Why I'm Not Despairing Over the Marriage Rulings
The family and I have, ironically, just landed in Washington, D.C., for a tour of historic Williamsburg. From the small television in the back of the seat on the airplane, I watched the proceedings from the steps of the Supreme Court as reporters analyzed the news coming from inside the historic building.
Today’s Supreme Court rulings overturning part of the federal Defense of Marriage Act and failing to rule on California’s Proposition 8 case are deeply disappointing.
Together, the Court neglected to uphold the will of the people through their elected representatives in Congress and the public votes of more than seven million California citizens.
Yet, however disappointing the rulings may be to those of us who embrace natural marriage, the decisions should not elicit a spirit of despair.
To be clear, the Court rulings responded to two complex cases asking narrow legal questions. Legal experts will spend days dissecting the pages of opinion and case law. And yet, for most Americans, the big picture is more of what the Court did not do:
- It did not create a federal constitutional right to same-sex marriage as it did for abortion in 1973.
- It also did not declare same-sex marriage a civil right on the order of ethnicity or nationality.
Today’s two rulings do not touch the 38 states across our nation that enshrine natural marriage as law. And the two rulings don’t diminish the job of the Church to proclaim God’s truth to a culture that desperately needs it.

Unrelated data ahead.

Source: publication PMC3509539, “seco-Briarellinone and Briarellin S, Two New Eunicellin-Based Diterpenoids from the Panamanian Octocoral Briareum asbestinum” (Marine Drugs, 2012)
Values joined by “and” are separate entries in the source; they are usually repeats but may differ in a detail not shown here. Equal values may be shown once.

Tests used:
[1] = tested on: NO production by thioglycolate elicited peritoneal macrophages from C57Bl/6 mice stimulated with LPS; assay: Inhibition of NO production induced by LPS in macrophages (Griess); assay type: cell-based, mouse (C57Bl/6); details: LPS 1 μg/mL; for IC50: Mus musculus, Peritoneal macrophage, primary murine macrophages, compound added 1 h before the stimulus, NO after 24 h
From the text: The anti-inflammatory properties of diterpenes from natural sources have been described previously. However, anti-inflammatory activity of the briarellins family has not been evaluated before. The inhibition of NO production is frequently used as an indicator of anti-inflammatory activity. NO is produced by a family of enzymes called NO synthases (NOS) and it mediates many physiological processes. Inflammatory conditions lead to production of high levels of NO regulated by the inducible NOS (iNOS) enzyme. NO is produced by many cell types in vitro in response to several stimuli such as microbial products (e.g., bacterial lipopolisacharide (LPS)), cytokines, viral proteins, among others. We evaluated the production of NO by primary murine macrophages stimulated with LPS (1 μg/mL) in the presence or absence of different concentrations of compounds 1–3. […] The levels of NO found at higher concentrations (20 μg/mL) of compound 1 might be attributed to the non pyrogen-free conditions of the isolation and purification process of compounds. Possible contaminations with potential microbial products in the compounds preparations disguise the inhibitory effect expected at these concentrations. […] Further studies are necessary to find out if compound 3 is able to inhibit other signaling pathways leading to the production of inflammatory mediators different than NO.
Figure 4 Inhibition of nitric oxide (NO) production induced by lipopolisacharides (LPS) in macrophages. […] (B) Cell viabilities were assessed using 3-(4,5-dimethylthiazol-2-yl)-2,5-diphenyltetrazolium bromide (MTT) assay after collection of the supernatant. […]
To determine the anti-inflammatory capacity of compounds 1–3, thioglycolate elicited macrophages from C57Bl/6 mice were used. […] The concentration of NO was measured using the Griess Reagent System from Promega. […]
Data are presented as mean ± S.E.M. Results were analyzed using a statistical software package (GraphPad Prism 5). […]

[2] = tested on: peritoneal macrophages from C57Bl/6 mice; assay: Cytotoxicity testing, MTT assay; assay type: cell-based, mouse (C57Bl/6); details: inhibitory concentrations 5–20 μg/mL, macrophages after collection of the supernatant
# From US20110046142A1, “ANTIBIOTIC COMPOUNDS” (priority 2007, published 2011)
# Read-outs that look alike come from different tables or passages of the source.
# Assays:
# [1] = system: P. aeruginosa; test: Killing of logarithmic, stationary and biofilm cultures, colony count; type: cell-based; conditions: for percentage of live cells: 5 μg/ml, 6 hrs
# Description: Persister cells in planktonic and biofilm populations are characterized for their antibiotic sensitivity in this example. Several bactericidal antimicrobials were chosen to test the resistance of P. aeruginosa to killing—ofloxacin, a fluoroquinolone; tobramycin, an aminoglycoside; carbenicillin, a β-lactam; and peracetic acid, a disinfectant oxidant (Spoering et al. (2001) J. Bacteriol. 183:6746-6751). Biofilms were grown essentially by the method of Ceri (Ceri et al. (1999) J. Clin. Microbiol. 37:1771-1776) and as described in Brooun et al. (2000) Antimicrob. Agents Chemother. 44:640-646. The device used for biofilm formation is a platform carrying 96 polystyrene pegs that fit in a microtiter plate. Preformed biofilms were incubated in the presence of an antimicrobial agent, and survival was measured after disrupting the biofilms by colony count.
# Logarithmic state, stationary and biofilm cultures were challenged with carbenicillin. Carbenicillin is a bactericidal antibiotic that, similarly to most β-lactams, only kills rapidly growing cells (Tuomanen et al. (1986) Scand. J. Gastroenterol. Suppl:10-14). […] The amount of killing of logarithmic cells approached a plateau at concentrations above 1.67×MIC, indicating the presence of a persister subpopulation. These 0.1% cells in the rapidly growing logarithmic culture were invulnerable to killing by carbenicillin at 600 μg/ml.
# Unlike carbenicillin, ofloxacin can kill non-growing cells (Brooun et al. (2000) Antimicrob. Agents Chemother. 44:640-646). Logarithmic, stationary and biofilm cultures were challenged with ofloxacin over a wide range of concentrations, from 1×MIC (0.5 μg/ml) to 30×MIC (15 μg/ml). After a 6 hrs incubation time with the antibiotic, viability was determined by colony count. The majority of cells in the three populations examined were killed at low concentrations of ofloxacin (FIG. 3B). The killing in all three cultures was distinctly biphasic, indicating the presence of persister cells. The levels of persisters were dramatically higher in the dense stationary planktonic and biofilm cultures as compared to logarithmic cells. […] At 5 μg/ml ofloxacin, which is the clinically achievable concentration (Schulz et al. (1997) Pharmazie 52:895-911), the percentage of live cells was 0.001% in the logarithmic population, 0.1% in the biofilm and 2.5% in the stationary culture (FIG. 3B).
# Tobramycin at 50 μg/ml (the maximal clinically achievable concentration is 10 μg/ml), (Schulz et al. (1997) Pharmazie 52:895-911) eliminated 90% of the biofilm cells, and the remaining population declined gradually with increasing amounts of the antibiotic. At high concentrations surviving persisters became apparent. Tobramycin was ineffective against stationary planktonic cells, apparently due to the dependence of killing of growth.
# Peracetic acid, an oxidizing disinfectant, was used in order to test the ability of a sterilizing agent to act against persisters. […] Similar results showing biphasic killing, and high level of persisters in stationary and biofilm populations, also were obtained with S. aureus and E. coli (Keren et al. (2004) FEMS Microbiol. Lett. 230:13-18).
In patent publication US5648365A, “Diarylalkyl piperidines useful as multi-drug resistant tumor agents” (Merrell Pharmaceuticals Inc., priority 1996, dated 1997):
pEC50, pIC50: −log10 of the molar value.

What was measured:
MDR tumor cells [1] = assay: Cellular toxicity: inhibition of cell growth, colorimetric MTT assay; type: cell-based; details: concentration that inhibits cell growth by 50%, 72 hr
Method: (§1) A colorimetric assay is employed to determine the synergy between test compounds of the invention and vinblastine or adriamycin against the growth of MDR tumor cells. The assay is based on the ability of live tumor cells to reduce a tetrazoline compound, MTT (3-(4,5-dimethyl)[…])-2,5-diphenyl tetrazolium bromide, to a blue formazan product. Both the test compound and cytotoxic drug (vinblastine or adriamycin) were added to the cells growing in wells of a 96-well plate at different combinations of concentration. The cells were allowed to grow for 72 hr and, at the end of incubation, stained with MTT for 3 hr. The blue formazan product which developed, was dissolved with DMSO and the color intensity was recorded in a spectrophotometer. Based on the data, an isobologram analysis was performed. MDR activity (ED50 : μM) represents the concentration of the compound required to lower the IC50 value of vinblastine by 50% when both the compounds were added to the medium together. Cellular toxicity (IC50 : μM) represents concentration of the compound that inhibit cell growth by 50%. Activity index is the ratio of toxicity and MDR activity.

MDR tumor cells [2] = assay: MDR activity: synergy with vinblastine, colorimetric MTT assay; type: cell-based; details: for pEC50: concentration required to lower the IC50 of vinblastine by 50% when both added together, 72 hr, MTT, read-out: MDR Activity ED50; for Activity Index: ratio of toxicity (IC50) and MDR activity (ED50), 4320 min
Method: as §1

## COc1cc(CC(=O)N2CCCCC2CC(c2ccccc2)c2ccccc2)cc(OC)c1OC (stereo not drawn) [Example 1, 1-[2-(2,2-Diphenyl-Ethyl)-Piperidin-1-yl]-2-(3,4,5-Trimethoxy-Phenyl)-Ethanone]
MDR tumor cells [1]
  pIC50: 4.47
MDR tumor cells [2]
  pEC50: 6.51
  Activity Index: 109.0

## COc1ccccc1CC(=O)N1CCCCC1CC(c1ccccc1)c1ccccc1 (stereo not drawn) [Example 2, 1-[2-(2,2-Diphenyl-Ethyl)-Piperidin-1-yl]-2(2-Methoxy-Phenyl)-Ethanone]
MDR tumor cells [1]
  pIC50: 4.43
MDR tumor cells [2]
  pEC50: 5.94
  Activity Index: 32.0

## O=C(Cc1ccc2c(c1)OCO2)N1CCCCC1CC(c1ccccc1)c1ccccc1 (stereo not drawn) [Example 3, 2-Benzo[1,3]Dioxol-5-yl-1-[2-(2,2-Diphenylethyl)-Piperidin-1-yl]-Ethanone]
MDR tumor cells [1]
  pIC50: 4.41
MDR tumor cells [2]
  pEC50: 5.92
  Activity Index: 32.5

The critical role of man-woman marriage is not diminished by these rulings today. The essential need for children to have both a married mother and father is not lessened by the opinions.
Proponents of same-sex marriage are hailing today’s rulings as a turning point for the institution of marriage and, indeed, the debate will continue.
That’s why, especially in the days to come, the Church will have a new opportunity to shine its light into a confused culture.
It is time for everyone who supports the natural definition of marriage to recommit and affirm the sanctity of their own marriages. We must humbly confess the damage we have done to marriage by our own collective careless treatment of it. As we continue to distance ourselves from God's design for marriage and family, Christians will need to take their oath and commitment to marriage more seriously. Though the divorce rate among committed Christians is lower than among the general populace, it remains far too high.
The single greatest argument we can present to the world on this issue of marriage is to personally live out marriage in all its God-ordained fullness and radiant beauty.
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